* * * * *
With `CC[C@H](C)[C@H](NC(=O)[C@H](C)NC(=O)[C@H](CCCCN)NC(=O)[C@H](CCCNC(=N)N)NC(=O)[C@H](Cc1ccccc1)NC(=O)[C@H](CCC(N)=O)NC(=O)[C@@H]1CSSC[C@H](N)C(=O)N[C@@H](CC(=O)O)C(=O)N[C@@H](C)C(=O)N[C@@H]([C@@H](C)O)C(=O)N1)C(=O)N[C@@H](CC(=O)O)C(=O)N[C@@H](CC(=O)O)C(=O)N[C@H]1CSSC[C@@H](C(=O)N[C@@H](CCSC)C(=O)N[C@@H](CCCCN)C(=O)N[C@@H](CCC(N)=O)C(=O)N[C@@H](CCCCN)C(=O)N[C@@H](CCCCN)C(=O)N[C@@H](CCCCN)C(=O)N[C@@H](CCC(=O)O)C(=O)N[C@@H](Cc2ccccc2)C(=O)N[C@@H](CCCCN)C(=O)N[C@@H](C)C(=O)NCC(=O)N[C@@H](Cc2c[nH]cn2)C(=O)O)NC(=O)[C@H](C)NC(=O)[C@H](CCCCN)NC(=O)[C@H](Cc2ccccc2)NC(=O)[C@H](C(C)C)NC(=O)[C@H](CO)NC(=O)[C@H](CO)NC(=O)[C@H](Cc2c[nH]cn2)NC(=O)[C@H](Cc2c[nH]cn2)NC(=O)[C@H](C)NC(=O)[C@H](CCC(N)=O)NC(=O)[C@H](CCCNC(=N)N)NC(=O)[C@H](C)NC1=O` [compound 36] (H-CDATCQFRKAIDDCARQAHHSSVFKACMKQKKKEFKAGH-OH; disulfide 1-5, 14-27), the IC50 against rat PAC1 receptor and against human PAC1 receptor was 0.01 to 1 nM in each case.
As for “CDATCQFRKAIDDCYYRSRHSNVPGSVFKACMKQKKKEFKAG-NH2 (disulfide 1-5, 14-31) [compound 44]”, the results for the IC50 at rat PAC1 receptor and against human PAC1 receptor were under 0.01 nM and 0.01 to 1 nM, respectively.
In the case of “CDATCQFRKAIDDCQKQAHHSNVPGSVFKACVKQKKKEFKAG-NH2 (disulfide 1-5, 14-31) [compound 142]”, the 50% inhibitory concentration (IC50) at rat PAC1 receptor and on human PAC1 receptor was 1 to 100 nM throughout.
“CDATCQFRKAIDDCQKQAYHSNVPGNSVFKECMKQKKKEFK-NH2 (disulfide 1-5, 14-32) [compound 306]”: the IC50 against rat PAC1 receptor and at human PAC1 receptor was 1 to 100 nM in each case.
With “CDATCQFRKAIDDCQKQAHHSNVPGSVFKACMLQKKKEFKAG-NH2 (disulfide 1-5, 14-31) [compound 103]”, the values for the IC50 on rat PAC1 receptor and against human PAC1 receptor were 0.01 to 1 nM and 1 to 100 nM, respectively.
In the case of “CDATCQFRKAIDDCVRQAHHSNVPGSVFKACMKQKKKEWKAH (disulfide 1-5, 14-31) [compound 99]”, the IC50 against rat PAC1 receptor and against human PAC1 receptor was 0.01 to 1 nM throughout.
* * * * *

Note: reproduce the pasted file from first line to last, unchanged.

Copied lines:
With `CC[C@H](C)[C@H](NC(=O)[C@H](C)NC(=O)[C@H](CCCCN)NC(=O)[C@H](CCCNC(=N)N)NC(=O)[C@H](Cc1ccccc1)NC(=O)[C@H](CCC(N)=O)NC(=O)[C@@H]1CSSC[C@H](N)C(=O)N[C@@H](CC(=O)O)C(=O)N[C@@H](C)C(=O)N[C@@H]([C@@H](C)O)C(=O)N1)C(=O)N[C@@H](CC(=O)O)C(=O)N[C@@H](CC(=O)O)C(=O)N[C@H]1CSSC[C@@H](C(=O)N[C@@H](CCSC)C(=O)N[C@@H](CCCCN)C(=O)N[C@@H](CCC(N)=O)C(=O)N[C@@H](CCCCN)C(=O)N[C@@H](CCCCN)C(=O)N[C@@H](CCCCN)C(=O)N[C@@H](CCC(=O)O)C(=O)N[C@@H](Cc2ccccc2)C(=O)N[C@@H](CCCCN)C(=O)N[C@@H](C)C(=O)NCC(=O)N[C@@H](Cc2c[nH]cn2)C(=O)O)NC(=O)[C@H](C)NC(=O)[C@H](CCCCN)NC(=O)[C@H](Cc2ccccc2)NC(=O)[C@H](C(C)C)NC(=O)[C@H](CO)NC(=O)[C@H](CO)NC(=O)[C@H](Cc2c[nH]cn2)NC(=O)[C@H](Cc2c[nH]cn2)NC(=O)[C@H](C)NC(=O)[C@H](CCC(N)=O)NC(=O)[C@H](CCCNC(=N)N)NC(=O)[C@H](C)NC1=O` [compound 36] (H-CDATCQFRKAIDDCARQAHHSSVFKACMKQKKKEFKAGH-OH; disulfide 1-5, 14-27), the IC50 against rat PAC1 receptor and against human PAC1 receptor was 0.01 to 1 nM in each case.
As for “CDATCQFRKAIDDCYYRSRHSNVPGSVFKACMKQKKKEFKAG-NH2 (disulfide 1-5, 14-31) [compound 44]”, the results for the IC50 at rat PAC1 receptor and against human PAC1 receptor were under 0.01 nM and 0.01 to 1 nM, respectively.
In the case of “CDATCQFRKAIDDCQKQAHHSNVPGSVFKACVKQKKKEFKAG-NH2 (disulfide 1-5, 14-31) [compound 142]”, the 50% inhibitory concentration (IC50) at rat PAC1 receptor and on human PAC1 receptor was 1 to 100 nM throughout.
“CDATCQFRKAIDDCQKQAYHSNVPGNSVFKECMKQKKKEFK-NH2 (disulfide 1-5, 14-32) [compound 306]”: the IC50 against rat PAC1 receptor and at human PAC1 receptor was 1 to 100 nM in each case.
With “CDATCQFRKAIDDCQKQAHHSNVPGSVFKACMLQKKKEFKAG-NH2 (disulfide 1-5, 14-31) [compound 103]”, the values for the IC50 on rat PAC1 receptor and against human PAC1 receptor were 0.01 to 1 nM and 1 to 100 nM, respectively.
In the case of “CDATCQFRKAIDDCVRQAHHSNVPGSVFKACMKQKKKEWKAH (disulfide 1-5, 14-31) [compound 99]”, the IC50 against rat PAC1 receptor and against human PAC1 receptor was 0.01 to 1 nM throughout.